Dr Oz: Surprising New Faces of Heroin
The death of Philip Seymour Hoffman put Heroin use back in the headlines. US attorney general Eric Holder is among those speaking out about the drug’s risk to public health. Many people probably don’t think that Heroin is a problem for them, but Dr Oz put investigative reporter Elisabeth Leamy on the case.
Leamy reported that Heroin addiction can often start when someone is prescribed a pain medication. Once those refills run out, trouble can start, because there are always drug dealers willing to take your money.
Dr Oz: Heroin Highway
Heroin use has doubled in the past seven years, and a growing user base is suburban, middle class moms. DEA special agent in charge Jack Reilly took Leamy and Dr Oz’s cameras to the streets of Chicago, where West Side dealers will make transactions in broad daylight.
The Heroin Highway transports suburban users to the inner city. Leamy got a look at one ritzy neighborhood where overdoses are on the rise. Reilly said that the war on drugs has changed. Surveillance video showed everyday people making drug deals.
Dr Oz: Transitioning To Heroin
Back in the studio, Dr Sanjay Gupta and addiction specialist Seth Jaffe, a former heroin addict, participated in a conversation about heroin abuse.
Dr Gupta said it seemed for a time that Heroin use was on the decline. But the epidemic has flared in recent years. Seth Jaffe said that middle class users are transitioning from prescription painkillers to street drugs, whether because their prescriptions have run out or they need more to get their fix.
Jaffe suggested that the street value of Oxycodone is $1 per milligram, meaning one pill could be $80. However, Heroin is much cheaper on the street (think around $10), compared to prescription drugs.
Dr Oz: Heroin Vs Painkillers
Back in the ‘70s, Heroin was thought of as an inner city problem. But now it is found nearly everywhere, Dr Oz said. Seth Jaffe was a user in the 1970, and he said the biggest change since then is the chronic prescription of pain medicine.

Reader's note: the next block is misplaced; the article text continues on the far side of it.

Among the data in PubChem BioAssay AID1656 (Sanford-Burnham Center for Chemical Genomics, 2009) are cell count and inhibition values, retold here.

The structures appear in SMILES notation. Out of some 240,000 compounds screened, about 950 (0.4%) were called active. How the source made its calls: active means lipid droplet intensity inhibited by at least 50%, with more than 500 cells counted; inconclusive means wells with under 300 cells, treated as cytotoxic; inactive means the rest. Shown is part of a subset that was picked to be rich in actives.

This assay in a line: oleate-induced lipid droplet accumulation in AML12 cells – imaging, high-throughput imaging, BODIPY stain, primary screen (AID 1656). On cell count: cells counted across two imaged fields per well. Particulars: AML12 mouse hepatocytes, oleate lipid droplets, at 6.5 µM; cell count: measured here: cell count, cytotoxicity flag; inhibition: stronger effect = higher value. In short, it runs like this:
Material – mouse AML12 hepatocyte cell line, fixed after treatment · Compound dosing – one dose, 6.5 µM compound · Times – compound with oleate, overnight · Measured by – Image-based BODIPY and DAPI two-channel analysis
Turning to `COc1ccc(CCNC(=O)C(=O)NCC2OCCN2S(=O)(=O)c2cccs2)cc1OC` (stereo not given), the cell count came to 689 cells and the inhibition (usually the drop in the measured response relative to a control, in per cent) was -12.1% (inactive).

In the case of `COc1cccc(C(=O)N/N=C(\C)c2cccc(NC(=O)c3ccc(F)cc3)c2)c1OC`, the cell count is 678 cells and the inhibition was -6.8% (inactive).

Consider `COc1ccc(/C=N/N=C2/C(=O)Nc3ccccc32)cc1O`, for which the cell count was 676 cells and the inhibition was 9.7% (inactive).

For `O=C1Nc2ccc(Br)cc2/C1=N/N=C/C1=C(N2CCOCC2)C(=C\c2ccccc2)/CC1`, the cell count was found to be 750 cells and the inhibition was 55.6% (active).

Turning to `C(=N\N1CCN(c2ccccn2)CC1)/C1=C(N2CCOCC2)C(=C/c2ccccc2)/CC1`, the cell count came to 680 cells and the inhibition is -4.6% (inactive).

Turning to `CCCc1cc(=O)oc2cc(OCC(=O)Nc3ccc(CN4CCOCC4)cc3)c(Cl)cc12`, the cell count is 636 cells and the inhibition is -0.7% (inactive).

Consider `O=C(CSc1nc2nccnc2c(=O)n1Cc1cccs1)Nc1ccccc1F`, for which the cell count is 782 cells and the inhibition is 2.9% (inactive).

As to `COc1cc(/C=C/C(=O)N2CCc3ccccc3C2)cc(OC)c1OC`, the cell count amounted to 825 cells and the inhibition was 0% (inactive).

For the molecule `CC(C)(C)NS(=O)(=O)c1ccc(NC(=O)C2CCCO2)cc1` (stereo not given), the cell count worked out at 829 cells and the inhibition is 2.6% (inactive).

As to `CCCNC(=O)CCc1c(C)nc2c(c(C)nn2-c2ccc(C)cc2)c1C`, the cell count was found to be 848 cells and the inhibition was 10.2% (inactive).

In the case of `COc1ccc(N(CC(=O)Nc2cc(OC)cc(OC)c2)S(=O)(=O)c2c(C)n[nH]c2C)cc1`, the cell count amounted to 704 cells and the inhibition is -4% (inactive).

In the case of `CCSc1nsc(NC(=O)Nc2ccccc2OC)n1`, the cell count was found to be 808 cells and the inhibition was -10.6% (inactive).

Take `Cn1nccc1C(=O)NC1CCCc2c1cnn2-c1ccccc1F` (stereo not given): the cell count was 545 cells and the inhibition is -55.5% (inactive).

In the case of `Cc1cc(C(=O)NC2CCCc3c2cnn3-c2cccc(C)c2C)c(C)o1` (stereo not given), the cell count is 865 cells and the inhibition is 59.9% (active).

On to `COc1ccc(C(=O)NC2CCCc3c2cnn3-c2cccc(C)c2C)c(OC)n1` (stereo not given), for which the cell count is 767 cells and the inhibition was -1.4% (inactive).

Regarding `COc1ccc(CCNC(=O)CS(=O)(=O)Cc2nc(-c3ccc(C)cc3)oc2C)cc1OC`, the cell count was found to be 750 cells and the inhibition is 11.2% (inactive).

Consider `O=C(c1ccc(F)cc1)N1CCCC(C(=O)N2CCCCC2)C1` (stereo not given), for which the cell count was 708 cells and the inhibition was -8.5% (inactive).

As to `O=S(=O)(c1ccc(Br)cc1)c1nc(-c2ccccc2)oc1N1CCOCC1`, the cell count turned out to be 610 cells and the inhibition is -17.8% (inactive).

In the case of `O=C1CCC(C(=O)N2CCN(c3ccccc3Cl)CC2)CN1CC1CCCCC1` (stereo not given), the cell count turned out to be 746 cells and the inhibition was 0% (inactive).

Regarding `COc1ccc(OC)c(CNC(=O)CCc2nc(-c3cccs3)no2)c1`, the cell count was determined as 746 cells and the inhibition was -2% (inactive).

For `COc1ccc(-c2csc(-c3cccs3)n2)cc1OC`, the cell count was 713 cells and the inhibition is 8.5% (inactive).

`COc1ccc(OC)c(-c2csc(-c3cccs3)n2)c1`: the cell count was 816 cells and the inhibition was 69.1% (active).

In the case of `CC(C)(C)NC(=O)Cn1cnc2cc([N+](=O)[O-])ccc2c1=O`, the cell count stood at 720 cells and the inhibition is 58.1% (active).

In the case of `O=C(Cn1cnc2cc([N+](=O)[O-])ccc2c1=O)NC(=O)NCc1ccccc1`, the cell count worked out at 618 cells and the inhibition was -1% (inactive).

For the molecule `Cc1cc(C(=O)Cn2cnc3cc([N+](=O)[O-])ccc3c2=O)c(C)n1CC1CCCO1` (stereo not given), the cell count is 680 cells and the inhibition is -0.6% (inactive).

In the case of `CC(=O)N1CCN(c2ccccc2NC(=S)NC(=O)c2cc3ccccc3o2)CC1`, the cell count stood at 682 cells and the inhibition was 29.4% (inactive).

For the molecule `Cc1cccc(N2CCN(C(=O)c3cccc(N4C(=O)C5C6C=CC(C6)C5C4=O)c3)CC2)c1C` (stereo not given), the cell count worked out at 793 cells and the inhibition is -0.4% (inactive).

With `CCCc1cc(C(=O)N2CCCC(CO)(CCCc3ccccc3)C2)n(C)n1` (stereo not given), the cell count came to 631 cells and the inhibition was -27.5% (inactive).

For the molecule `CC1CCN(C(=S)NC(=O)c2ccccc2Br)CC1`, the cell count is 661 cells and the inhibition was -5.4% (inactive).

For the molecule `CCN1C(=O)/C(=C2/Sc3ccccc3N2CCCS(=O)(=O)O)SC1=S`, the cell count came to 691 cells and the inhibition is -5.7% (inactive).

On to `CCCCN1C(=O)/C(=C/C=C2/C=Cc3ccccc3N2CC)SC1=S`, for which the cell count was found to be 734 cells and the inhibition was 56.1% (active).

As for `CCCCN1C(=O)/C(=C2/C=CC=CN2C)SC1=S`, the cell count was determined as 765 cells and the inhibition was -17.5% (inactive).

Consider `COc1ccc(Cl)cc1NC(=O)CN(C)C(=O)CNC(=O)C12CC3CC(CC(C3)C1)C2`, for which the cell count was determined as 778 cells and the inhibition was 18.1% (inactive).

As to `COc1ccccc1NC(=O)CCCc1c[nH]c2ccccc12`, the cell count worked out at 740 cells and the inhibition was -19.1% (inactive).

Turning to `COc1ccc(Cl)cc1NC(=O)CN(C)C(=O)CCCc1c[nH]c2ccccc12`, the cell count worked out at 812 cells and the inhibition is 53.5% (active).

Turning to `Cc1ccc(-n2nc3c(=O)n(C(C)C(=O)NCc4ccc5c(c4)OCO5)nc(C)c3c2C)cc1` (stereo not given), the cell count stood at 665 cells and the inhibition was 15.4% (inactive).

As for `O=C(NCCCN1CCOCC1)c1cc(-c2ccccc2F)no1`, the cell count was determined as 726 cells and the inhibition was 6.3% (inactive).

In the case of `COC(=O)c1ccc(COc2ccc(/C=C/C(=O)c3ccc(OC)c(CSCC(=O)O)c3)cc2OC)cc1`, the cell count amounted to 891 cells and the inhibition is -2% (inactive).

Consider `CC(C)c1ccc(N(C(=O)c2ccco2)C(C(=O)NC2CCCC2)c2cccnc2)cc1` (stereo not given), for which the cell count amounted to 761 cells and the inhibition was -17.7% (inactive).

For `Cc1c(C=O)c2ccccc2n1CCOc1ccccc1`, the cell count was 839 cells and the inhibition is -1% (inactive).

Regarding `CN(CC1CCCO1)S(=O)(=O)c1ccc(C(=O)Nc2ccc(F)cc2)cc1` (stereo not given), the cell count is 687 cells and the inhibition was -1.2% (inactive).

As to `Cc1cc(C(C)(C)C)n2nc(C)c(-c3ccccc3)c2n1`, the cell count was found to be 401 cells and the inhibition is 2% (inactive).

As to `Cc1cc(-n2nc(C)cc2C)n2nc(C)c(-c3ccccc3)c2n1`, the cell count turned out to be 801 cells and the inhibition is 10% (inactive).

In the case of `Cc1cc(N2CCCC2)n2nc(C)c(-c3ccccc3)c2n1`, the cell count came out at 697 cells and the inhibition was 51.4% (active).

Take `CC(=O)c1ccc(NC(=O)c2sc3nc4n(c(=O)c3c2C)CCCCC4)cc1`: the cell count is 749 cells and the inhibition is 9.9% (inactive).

“The real problem is this: the doctors who prescribe these pain medications do not understand addiction,” Jaffe said. “Their intentions are good,” but you cannot expect that an addict will take something as directed.
Dr Oz: Fentanyl In Heroin
The rapid transition to Heroin has alarmed Dr Oz and many others. By the time doctors stop prescriptions, Dr Gupta said it could already be too late.
Dr Oz also touched on Fentanyl, which can be mixed with Heroin and is suspected in some recent overdoses. Opium is the natural plant these drugs are derived from, and Fentanyl is one of the compounds, which can be much stronger than anything else out there.
Fentanyl is a synthetic opioid, and when it is combined with Heroin, it could give you an overload. (Dr Oz compared it to mixing sugar with artificial sweetener.) When the body cannot handle it, you could die instantly.
Dr Oz: Are Drugs a Problem or Solution?
Can users know whether Heroin has been laced with Fentanyl? Seth Jaffe said that there is no way to tell, but he suspected that addicts are so interested in getting the strongest effects that they might not care.
Jaffe also spoke about the late Philip Seymour Hoffman, saying that his problem was not drugs. Instead, he was using drugs as a solution to some other underlying problem in life.
Dr Oz’s final advice on this subject was to be aware that anyone you know could be using Heroin. Think about the drugs you are taking and why, so that you do not unconsciously slide toward addiction.
Dr Sanjay Gupta has a new documentary coming to CNN. It’s called Weed 2: Cannabis Madness.